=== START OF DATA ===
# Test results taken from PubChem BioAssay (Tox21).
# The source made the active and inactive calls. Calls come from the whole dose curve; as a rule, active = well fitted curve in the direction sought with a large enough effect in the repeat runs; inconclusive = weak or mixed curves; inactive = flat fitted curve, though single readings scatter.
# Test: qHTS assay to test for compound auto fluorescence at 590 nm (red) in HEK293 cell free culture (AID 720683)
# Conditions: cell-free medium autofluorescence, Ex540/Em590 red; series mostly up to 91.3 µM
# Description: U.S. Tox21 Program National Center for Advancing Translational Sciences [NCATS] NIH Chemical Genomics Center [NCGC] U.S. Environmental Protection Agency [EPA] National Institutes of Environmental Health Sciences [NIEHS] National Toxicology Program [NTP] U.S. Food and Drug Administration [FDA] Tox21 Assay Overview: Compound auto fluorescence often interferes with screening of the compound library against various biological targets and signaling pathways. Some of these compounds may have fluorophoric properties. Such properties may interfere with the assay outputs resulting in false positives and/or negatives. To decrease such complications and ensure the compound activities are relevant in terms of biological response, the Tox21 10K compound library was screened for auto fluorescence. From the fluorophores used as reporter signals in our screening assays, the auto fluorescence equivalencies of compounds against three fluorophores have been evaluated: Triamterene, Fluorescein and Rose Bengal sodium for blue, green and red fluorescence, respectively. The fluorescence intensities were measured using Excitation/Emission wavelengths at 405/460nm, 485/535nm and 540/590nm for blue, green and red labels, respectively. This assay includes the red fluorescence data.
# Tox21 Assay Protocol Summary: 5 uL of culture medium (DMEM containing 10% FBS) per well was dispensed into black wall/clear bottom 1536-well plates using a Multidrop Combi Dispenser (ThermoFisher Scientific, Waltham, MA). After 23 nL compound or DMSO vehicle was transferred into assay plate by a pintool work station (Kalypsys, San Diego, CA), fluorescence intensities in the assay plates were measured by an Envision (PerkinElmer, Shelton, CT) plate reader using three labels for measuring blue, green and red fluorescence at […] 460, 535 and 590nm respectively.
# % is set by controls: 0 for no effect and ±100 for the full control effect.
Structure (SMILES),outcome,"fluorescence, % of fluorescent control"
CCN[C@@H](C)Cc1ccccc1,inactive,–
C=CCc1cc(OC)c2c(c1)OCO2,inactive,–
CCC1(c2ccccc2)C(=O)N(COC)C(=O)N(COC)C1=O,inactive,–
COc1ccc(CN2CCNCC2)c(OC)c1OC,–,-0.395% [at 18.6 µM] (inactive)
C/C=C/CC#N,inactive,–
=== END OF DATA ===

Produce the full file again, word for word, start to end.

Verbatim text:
# Test results taken from PubChem BioAssay (Tox21).
# The source made the active and inactive calls. Calls come from the whole dose curve; as a rule, active = well fitted curve in the direction sought with a large enough effect in the repeat runs; inconclusive = weak or mixed curves; inactive = flat fitted curve, though single readings scatter.
# Test: qHTS assay to test for compound auto fluorescence at 590 nm (red) in HEK293 cell free culture (AID 720683)
# Conditions: cell-free medium autofluorescence, Ex540/Em590 red; series mostly up to 91.3 µM
# Description: U.S. Tox21 Program National Center for Advancing Translational Sciences [NCATS] NIH Chemical Genomics Center [NCGC] U.S. Environmental Protection Agency [EPA] National Institutes of Environmental Health Sciences [NIEHS] National Toxicology Program [NTP] U.S. Food and Drug Administration [FDA] Tox21 Assay Overview: Compound auto fluorescence often interferes with screening of the compound library against various biological targets and signaling pathways. Some of these compounds may have fluorophoric properties. Such properties may interfere with the assay outputs resulting in false positives and/or negatives. To decrease such complications and ensure the compound activities are relevant in terms of biological response, the Tox21 10K compound library was screened for auto fluorescence. From the fluorophores used as reporter signals in our screening assays, the auto fluorescence equivalencies of compounds against three fluorophores have been evaluated: Triamterene, Fluorescein and Rose Bengal sodium for blue, green and red fluorescence, respectively. The fluorescence intensities were measured using Excitation/Emission wavelengths at 405/460nm, 485/535nm and 540/590nm for blue, green and red labels, respectively. This assay includes the red fluorescence data.
# Tox21 Assay Protocol Summary: 5 uL of culture medium (DMEM containing 10% FBS) per well was dispensed into black wall/clear bottom 1536-well plates using a Multidrop Combi Dispenser (ThermoFisher Scientific, Waltham, MA). After 23 nL compound or DMSO vehicle was transferred into assay plate by a pintool work station (Kalypsys, San Diego, CA), fluorescence intensities in the assay plates were measured by an Envision (PerkinElmer, Shelton, CT) plate reader using three labels for measuring blue, green and red fluorescence at […] 460, 535 and 590nm respectively.
# % is set by controls: 0 for no effect and ±100 for the full control effect.
Structure (SMILES),outcome,"fluorescence, % of fluorescent control"
CCN[C@@H](C)Cc1ccccc1,inactive,–
C=CCc1cc(OC)c2c(c1)OCO2,inactive,–
CCC1(c2ccccc2)C(=O)N(COC)C(=O)N(COC)C1=O,inactive,–
COc1ccc(CN2CCNCC2)c(OC)c1OC,–,-0.395% [at 18.6 µM] (inactive)
C/C=C/CC#N,inactive,–